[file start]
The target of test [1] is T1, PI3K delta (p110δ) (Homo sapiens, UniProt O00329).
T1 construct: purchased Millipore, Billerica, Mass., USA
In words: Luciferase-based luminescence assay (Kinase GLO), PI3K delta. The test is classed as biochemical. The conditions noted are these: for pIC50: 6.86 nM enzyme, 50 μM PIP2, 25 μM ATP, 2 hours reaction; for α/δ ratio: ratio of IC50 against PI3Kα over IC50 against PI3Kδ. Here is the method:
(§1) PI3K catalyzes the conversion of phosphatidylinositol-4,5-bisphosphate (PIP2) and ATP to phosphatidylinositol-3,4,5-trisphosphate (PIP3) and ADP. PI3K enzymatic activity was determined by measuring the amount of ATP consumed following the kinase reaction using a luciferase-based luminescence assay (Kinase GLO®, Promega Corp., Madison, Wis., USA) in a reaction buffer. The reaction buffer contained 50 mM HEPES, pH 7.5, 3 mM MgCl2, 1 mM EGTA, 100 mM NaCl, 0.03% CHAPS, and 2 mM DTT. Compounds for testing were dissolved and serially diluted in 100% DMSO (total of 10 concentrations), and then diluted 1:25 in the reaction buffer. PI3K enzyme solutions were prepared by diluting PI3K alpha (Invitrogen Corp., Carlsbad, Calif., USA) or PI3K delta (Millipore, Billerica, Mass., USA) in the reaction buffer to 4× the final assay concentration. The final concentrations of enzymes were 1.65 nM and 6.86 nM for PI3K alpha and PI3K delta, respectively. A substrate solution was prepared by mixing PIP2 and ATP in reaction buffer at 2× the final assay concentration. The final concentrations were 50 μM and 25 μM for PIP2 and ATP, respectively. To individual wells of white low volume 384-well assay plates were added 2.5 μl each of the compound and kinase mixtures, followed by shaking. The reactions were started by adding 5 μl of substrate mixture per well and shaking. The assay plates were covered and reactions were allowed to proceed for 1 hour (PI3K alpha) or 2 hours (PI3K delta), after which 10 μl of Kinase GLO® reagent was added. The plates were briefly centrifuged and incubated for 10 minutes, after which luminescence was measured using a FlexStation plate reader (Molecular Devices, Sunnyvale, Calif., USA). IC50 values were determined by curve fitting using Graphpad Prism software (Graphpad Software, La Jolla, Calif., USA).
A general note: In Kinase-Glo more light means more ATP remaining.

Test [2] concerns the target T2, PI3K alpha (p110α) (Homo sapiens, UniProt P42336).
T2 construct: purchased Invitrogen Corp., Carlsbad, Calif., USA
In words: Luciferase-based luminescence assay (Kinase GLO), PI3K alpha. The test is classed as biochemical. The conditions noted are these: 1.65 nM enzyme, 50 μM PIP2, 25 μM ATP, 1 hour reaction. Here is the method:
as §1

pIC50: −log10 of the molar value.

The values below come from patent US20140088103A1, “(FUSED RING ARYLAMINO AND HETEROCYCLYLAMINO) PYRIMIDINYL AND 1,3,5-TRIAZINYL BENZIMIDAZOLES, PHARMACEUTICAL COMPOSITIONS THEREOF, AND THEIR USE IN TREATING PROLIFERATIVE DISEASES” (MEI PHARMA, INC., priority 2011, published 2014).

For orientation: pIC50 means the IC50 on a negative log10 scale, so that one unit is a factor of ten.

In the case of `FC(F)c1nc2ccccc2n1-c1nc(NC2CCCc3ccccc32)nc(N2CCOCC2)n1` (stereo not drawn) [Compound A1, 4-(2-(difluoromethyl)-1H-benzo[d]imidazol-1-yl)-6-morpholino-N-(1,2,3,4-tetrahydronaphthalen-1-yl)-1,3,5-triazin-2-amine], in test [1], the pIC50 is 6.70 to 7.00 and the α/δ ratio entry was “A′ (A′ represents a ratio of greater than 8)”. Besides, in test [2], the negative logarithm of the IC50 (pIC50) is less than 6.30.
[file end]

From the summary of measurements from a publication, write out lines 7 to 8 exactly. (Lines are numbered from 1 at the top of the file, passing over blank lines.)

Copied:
T2 construct: purchased Invitrogen Corp., Carlsbad, Calif., USA
In words: Luciferase-based luminescence assay (Kinase GLO), PI3K alpha. The test is classed as biochemical. The conditions noted are these: 1.65 nM enzyme, 50 μM PIP2, 25 μM ATP, 1 hour reaction. Here is the method: